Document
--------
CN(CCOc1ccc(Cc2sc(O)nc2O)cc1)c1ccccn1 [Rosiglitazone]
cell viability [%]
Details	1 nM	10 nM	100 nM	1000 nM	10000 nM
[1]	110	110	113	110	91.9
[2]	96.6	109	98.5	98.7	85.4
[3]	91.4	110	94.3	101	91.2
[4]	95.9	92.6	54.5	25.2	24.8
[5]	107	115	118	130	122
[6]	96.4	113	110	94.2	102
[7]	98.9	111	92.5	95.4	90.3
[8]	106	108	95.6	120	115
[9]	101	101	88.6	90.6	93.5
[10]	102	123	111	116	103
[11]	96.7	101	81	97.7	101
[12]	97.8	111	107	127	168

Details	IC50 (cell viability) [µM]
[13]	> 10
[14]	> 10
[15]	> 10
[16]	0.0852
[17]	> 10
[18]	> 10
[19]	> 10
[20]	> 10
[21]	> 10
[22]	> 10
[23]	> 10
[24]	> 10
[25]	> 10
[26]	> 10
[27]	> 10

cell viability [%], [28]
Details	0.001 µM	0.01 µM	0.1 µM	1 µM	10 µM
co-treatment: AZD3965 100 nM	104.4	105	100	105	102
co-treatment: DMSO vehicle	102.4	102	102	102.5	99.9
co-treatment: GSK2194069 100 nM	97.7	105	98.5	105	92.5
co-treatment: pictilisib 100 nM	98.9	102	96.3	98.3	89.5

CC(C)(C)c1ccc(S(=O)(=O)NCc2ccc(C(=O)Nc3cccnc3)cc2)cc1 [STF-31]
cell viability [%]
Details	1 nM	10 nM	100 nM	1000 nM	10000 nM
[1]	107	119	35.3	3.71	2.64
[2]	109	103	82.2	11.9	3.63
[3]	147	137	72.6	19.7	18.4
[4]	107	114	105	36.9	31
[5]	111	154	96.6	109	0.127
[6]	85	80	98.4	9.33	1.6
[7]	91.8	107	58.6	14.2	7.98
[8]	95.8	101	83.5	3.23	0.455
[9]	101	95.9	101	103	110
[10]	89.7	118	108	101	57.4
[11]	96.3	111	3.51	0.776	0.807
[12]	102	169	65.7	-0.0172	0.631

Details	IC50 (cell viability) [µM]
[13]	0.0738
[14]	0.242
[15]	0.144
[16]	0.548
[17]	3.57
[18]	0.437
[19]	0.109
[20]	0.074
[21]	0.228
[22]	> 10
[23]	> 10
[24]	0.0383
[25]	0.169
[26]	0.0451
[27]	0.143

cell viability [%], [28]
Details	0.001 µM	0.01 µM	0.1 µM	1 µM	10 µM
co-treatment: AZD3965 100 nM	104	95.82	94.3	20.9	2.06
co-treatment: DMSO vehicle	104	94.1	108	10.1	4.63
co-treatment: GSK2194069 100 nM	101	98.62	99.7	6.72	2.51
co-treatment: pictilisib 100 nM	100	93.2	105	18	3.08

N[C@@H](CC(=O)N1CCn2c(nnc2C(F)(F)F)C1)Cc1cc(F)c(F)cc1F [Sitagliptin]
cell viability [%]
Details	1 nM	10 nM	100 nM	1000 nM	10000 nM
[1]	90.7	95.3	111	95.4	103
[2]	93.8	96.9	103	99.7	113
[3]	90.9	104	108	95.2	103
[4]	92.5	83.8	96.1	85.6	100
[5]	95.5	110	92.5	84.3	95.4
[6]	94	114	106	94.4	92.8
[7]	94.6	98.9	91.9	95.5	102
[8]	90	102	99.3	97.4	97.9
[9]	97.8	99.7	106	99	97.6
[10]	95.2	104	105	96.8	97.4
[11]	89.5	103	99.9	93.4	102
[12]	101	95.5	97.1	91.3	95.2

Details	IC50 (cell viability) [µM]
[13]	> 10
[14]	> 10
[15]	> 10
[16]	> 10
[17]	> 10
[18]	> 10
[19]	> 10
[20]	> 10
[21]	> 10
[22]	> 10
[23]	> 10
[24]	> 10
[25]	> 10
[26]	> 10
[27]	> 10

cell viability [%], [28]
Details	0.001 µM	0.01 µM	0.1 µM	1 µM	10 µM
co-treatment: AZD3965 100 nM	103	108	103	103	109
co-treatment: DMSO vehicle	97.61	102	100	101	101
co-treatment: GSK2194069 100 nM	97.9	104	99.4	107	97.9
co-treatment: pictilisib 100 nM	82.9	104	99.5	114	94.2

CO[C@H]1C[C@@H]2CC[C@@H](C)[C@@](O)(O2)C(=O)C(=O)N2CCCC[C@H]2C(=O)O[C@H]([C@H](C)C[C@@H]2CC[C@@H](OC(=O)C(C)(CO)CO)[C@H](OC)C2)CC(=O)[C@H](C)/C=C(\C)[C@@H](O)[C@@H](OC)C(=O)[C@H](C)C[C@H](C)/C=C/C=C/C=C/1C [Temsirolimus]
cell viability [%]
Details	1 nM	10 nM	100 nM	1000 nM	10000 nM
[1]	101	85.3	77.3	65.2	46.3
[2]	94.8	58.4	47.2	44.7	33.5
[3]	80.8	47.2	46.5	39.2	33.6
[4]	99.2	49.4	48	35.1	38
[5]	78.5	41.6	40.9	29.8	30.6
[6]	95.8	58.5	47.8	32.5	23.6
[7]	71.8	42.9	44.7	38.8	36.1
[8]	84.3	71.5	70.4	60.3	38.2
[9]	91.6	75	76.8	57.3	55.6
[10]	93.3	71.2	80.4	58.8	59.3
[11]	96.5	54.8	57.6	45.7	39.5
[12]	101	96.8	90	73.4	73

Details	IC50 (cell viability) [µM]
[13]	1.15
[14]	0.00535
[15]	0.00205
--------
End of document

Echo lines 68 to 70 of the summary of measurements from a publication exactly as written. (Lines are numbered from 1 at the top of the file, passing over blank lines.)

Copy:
[27]	0.143

cell viability [%], [28]
Details	0.001 µM	0.01 µM	0.1 µM	1 µM	10 µM